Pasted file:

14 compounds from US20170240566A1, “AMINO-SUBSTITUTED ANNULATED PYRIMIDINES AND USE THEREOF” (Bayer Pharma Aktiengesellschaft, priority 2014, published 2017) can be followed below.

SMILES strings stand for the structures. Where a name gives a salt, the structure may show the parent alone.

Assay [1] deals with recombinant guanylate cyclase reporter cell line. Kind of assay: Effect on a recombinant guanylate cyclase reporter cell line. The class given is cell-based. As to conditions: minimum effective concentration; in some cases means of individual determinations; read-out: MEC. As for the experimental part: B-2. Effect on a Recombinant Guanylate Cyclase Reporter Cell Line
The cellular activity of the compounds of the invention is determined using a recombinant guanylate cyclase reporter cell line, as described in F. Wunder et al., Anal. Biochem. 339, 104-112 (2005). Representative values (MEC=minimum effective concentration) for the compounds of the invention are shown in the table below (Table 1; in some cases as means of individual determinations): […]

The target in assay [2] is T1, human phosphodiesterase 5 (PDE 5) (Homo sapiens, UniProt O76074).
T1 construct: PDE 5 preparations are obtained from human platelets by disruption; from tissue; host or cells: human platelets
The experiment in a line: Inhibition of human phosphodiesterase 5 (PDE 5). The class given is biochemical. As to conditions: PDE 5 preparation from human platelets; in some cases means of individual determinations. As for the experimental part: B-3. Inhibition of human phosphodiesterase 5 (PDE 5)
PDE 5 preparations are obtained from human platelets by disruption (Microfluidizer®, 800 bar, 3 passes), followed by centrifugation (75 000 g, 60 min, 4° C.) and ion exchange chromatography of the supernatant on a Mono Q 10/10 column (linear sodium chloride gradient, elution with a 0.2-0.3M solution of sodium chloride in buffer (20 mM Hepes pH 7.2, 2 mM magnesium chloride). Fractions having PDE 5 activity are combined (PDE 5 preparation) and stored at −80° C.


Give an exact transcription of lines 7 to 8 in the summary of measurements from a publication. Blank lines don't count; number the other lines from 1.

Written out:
The experiment in a line: Inhibition of human phosphodiesterase 5 (PDE 5). The class given is biochemical. As to conditions: PDE 5 preparation from human platelets; in some cases means of individual determinations. As for the experimental part: B-3. Inhibition of human phosphodiesterase 5 (PDE 5)
PDE 5 preparations are obtained from human platelets by disruption (Microfluidizer®, 800 bar, 3 passes), followed by centrifugation (75 000 g, 60 min, 4° C.) and ion exchange chromatography of the supernatant on a Mono Q 10/10 column (linear sodium chloride gradient, elution with a 0.2-0.3M solution of sodium chloride in buffer (20 mM Hepes pH 7.2, 2 mM magnesium chloride). Fractions having PDE 5 activity are combined (PDE 5 preparation) and stored at −80° C.